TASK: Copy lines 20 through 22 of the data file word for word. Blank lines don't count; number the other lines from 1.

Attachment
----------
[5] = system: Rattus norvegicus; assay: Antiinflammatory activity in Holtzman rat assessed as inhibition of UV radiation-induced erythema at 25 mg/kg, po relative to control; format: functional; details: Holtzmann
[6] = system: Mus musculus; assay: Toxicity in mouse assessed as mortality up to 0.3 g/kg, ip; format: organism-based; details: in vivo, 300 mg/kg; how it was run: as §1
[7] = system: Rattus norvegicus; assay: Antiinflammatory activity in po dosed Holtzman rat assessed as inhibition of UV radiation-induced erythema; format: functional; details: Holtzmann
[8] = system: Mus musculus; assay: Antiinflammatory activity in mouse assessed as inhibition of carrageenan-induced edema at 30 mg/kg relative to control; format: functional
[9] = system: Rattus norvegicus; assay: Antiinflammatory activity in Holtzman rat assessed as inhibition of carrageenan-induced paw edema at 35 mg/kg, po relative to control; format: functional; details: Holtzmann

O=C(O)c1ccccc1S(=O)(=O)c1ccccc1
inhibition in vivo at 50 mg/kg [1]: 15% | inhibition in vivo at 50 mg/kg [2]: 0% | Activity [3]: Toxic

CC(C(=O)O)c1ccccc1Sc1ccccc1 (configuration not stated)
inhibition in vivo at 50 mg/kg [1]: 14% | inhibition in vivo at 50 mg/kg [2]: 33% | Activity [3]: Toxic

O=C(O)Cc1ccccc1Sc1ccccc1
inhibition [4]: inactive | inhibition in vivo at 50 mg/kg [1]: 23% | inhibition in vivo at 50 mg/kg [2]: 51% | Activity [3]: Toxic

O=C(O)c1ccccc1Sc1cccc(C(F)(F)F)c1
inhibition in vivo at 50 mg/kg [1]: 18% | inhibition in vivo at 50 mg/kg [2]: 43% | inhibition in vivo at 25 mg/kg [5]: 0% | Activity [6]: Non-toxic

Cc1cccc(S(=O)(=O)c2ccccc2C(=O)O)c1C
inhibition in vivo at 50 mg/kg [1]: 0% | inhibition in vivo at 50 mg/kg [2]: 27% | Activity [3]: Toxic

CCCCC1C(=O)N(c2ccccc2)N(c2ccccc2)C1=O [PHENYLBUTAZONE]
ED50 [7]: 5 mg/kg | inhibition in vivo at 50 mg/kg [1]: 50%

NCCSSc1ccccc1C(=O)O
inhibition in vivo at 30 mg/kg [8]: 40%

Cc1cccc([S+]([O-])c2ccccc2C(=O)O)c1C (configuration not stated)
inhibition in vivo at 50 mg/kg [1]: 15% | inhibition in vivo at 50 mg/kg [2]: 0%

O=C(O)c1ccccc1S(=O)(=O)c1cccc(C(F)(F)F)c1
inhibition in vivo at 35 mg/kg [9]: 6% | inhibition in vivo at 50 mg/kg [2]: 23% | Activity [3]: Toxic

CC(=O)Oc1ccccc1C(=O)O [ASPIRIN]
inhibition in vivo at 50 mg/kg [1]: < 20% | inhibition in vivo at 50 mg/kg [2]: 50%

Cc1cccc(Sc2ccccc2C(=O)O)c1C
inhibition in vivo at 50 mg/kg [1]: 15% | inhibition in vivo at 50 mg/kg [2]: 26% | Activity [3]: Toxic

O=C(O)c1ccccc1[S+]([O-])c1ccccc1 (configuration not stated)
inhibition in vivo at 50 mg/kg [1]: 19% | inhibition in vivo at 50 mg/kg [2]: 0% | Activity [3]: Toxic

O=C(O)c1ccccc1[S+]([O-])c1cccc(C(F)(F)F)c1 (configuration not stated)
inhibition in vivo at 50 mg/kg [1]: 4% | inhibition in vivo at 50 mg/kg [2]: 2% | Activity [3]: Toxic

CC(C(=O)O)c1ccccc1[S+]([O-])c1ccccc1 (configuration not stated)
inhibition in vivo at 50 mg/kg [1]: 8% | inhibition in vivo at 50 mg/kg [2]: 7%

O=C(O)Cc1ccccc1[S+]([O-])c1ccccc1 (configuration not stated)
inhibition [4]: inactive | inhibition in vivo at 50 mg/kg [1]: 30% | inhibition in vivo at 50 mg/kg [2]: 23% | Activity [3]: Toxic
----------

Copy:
Cc1cccc([S+]([O-])c2ccccc2C(=O)O)c1C (configuration not stated)
inhibition in vivo at 50 mg/kg [1]: 15% | inhibition in vivo at 50 mg/kg [2]: 0%

O=C(O)c1ccccc1S(=O)(=O)c1cccc(C(F)(F)F)c1